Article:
In short, the study provides a window on how American young people have learned a well-intentioned but ultimately banal version of Christianity that’s been offered to them in American churches. Most youth seem to accept this bland view of faith as all there is—as something nice to have, like a bank account, something you have in case you need to draw from it in the future. What Christian adults have not told them is that this account of Christianity is bankrupt. We have not invested in their accounts: we “teach” young people baseball, but we “expose” them to faith. We provide coaching and opportunities for youth to develop and improve their pitches and their SAT scores, but we blithely assume that religious identity will happen by osmosis and will emerge “when youth are ready” (a confidence we generally lack when it comes to, say, algebra). The result? Teenagers who don’t have the soul strength necessary to recognize, wrestle with and resist the symbiotes in our midst—probably because we lack this strength ourselves.
Fortunately, it is not all up to us. Because Christians believe that transformation belongs to God, Christian formation—the patterning of our lives and our communities after Christ’s self-giving love—requires grace, not determination. It is in following Jesus that we learn to love him; it is in participating in the mission of God that God changes us into disciples. Whenever ministry settles for less, a church becomes vulnerable to symbiotes and risks “morphing” into a community that is almost—but not quite—Christian.
Often adults in church bemoan the absence of teens in worship. But if churches practice MTD in the name of Christianity, then getting teenagers to come to church more often is not the solution (it could make things worse). The solution to MTD is not more faithful attendance, but a more faithful church. This means more than just hiring a youth minister, although a youth minister is an excellent place to begin. Since the study repeatedly points to adolescents’ tendency to mirror the religious lives of their parents, nurturing faith in young people means investing in the faith of their parents and congregations. Yes, some teenagers recognize God’s presence in their lives even without the advantages of religious parents, active youth programs, attentive pastors or functional congregations. God finds a way. But American churches aren’t offering much assistance, maybe because we are serving up MTD to teenagers in the name of Christianity and can no longer tell the difference.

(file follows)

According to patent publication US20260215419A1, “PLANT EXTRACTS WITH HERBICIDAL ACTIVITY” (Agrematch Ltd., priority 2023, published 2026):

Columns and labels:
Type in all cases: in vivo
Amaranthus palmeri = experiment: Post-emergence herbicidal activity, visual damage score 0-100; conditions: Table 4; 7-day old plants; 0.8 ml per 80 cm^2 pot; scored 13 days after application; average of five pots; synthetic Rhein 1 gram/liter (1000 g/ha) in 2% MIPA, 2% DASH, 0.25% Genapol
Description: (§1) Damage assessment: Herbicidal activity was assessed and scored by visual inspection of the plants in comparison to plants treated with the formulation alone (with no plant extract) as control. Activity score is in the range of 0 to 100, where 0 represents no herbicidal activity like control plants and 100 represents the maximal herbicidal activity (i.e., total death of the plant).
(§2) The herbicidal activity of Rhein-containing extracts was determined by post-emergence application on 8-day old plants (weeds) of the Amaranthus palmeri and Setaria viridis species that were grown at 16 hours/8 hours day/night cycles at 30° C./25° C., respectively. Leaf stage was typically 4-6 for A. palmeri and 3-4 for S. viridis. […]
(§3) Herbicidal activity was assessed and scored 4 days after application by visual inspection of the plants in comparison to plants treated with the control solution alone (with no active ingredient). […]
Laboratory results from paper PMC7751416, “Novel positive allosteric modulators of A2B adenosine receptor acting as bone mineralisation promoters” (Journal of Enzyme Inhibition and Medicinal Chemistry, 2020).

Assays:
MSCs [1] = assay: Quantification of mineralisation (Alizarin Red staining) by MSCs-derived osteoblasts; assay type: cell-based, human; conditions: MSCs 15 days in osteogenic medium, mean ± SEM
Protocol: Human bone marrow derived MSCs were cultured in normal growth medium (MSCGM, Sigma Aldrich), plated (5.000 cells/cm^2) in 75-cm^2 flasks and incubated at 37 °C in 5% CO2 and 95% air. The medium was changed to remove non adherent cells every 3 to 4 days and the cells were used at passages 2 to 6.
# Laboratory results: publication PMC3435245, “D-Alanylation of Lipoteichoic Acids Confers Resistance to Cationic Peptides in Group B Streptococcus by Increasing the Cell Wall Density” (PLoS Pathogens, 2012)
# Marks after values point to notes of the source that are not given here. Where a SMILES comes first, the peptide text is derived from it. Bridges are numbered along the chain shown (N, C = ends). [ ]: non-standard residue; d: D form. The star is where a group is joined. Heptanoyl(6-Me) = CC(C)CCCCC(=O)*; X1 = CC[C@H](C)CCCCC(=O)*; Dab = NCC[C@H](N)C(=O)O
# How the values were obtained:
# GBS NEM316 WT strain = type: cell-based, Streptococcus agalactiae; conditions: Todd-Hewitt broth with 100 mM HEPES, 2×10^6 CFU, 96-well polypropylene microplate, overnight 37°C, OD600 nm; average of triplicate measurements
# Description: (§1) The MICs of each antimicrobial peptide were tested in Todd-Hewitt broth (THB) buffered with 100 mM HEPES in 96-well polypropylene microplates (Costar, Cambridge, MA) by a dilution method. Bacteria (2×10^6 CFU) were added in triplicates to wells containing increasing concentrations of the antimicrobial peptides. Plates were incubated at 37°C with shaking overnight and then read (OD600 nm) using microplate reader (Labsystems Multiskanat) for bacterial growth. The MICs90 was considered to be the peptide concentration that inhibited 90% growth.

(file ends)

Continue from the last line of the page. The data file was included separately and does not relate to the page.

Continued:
Teens are left thinking only “nice” thoughts about their churches. They criticize the church in general, but few complain about their own churches. They may call people in other churches judgmental and hypocritical, but in their own congregations people are “nice.” Few teenagers experience religion as a source of family conflict, but they do not view it as a source of identity either. Faith is not a boundary either to claim or repudiate. American teenagers, according to the NSYR, “tend to view religion as a Very Nice Thing”—meaning that religion may be beneficial, even pleasant, but does not ask much of them or even concern them greatly. As far as they can tell, it wields very little influence in their lives.
Despite all this “niceness,” MTD’s pleasantness is superficial, and it pales beside Christian teaching on hospitality and compassion. In Judeo-Christian teaching, God is far less concerned with religion than with identity and relationship: Do we know ourselves to belong to the One who made us, who loves us too much to lose us, and do we live as though this matters? The God of Abraham and Mary is personally and morally concerned about creation and desires—not just our obedience but our love. As we discover the God who came among us but who is also radically “other” than us, we learn that we are God’s beloved, “other” than God and adored as such. For this reason Jews and Christians have always viewed faith as a way of life born out of love for God rather than as a set of religious propositions to which we subscribe.